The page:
Enjoy the scenery of coastal Wales on this mostly panoramic half-day tour that takes you around the Isle of Anglesey (Ynys Môn in Welsh), which has a rich history passed on from its Viking, Celtic and Medieval settlers.
Boarding your coach, you'll first head for the very western point of the Isle where you will see the tiny islet known as South Stack. Separated from Holyhead Island by 30 meters of turbulent sea, it features a glorious lighthouse designed to allow safe passage for ships on the treacherous Dublin - Holyhead - Liverpool sea route. The cliffs at South Stack are home to over 4,000 seabirds that nest here during the summer and from your lookout point, you'll have the opportunity to perhaps spot puffins, fulmars, guillemots and razorbills.
From here, your drive continues south along the coast road, passing through Aberffraw which between the 7th and 13th centuries was the capital of North Wales and home to the Princes of Gwynedd. Next, it's on through the village of Newborough (time permitting stops for photographs will be made). Before long, you'll arrive in the town with the longest name in the world: Llanfairpwllgwyngyllgogerychwyrndrobwll-llantysiliogogogoch. This long name actually means, 'The Church of St. Mary in the hollow of the white hazel near the rapid whirlpool and the church of St Tysilio near a red cave'. The name is usually shortened to Llanfairpwll, or Llanfair PG by the locals. The extended name is almost probably the work of a local tailor who wanted to put the village on the map in the mid 1800's. One of Llanfairpwll's unusual claims to fame is that the Women's Institute movement was founded here in 1915. The now disused railway station still bears the longest name in the world and has been converted to a tourist attraction housing a good quality Woolen shop and souvenir center. Some free time will be afforded here to stroll around before continuing on your way.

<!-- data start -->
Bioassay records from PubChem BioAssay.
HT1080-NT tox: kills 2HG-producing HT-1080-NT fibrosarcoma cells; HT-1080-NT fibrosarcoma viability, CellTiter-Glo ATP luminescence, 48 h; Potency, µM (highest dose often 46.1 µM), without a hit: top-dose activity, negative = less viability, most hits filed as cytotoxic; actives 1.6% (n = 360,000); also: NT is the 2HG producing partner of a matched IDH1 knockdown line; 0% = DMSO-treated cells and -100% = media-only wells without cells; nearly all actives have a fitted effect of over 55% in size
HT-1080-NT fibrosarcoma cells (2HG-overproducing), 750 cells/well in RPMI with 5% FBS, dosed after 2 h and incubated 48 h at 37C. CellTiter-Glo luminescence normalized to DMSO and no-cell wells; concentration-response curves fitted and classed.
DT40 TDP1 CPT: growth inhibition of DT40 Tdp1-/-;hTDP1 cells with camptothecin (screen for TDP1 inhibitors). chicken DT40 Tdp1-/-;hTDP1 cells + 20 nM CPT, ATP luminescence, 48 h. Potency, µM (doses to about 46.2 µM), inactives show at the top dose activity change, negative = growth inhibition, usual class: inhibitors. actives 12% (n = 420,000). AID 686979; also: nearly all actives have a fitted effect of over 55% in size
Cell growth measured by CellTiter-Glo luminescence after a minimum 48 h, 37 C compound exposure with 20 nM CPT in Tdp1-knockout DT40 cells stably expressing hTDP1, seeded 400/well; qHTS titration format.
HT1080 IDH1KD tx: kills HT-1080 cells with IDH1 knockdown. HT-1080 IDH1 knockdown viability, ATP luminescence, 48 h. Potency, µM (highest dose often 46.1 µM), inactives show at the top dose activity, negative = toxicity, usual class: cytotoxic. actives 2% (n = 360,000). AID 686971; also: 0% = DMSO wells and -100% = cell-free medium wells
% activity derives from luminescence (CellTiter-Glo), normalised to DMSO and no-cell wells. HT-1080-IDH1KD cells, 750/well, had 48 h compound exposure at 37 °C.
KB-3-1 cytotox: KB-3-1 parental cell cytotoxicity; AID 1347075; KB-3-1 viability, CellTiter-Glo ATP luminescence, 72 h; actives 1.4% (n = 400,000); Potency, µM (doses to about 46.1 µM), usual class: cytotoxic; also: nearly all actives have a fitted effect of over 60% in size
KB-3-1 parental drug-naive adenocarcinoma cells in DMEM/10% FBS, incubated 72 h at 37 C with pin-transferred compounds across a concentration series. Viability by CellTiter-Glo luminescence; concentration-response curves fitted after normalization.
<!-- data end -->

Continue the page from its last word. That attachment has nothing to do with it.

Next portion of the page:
From Llanfairpwll, you'll drive along the Menai Strait and through the picturesque town of Beaumaris where you will have an outside view of Beaumaris Castle. This stunningly beautiful World Heritage Site castle was the last and largest of the castles to be built by King Edward I in Wales. Continuing along the coastal road, you'll pass through the most northerly village in Wales, Cemaes, which is set on Anglesey's wildest and most unspoiled stretch of coastline, before heading back in a southerly direction to Holyhead.
Please note: Walking on this tour is at the guest's discretion. There is a steep incline to negotiate from the coach to the viewing area at South Stack. The tour is available to wheelchair guests who have a collapsible wheelchair, are able to make their own way on and off the coach and have an able-bodied companion to assist them. Those guests with mobility concerns are cautioned only to participate to the extent of their personal stamina and ability. Layered, weather appropriate clothing and flat, comfortable walking shoes are suggested. Guests should be prepared for the possibility of rain. The order of the sites viewed or visited may vary.